Presentation on theme: "Gantt PERT Having Fun with &. 2 At least they’re more fun than this…"— Presentation transcript:
Gantt PERT Having Fun with &
2 At least they’re more fun than this…
3 What are they ? Gantt and PERT charts are both “CPM” (Critical Path Method) tools to: manage the tasks involved in big and complex projects let project managers organise time, people, equipment and money ensure the right people and equipment are in the right place and the right time allow managers to monitor the progress of a project
4 The purpose of project management is to ensure projects are delivered on time and within budget
5 Gantt Charts Henry Laurence Gantt (1861-1919) Gantt Charts
6 Gantt Basics Basically, a timeline with tasks that can be connected to each other Note the spelling! It is not all-capitals! Can be created with simple tools like Excel, but specialised tools like Microsoft Project make life easier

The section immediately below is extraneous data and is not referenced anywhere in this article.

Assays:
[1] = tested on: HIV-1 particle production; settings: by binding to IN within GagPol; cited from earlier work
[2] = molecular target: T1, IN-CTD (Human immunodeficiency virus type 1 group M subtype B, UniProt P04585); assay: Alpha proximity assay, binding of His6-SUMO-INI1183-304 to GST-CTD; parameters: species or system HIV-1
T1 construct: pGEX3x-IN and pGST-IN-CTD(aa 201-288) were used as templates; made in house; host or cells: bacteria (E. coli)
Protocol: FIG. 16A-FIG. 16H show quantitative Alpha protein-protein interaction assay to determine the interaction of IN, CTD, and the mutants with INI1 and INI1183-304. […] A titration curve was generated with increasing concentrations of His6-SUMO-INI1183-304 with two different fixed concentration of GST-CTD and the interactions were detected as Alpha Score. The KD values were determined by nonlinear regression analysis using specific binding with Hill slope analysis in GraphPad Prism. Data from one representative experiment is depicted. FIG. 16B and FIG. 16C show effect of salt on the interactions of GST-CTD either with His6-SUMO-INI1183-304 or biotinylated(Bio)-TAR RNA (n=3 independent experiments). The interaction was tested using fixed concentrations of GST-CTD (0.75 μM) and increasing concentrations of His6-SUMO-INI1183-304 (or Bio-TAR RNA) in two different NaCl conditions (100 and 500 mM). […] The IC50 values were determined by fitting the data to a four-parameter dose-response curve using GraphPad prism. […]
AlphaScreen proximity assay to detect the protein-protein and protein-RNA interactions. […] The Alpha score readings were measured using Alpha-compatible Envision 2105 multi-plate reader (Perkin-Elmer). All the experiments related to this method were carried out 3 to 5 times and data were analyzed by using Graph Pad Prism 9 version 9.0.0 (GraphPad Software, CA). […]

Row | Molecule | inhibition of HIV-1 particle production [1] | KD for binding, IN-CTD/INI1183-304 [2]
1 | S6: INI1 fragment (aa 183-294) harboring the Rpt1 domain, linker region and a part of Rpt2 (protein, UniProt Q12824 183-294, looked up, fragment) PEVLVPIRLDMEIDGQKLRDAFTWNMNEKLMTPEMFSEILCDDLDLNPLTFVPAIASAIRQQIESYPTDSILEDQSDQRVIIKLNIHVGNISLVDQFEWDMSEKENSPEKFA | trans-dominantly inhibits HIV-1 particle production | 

7 Making a Gantt chart Step 1 – list the tasks in the project
8 Making a Gantt chart Step 2 – add task durations
9 Making a Gantt chart Step 3 – add dependencies (which tasks cannot start before another task finishes)
10 Notes need to add lag, slack and lead time The arrows indicate dependencies. Task 1 is a predecessor of task 2 – i.e. task 2 cannot start before task 1 ends. Task 3 is dependent on task 2. Task 7 is dependent on two other tasks Electrics, plumbing and landscaping are concurrent tasks and can happen at the same time, so they overlap on the chart. All 3 can start after task 4 ends. Painting must wait for both electrics and plumbing to be finished. Task 9 has zero duration, and is a milestone
11 Making a Gantt chart Step 4 – find the critical path PERT Charts are better for determining the critical path. The critical path is the sequence of tasks from beginning to end that takes the longest time to complete. It is also the shortest possible time that the project can be finished in. Any task on the critical path is called a critical task. No critical task can have its duration changed without affecting the end date of the project.
12 The length of the critical path is the sum of the lengths of all critical tasks (the red tasks 1,2,3,4,5,7) which is 2+3+1+1.5+2+1 = 10.5 days. In other words, the minimum amount of time required to get all tasks completed is 10.5 days The other tasks (6,8) can each run over-time before affecting the end date of the project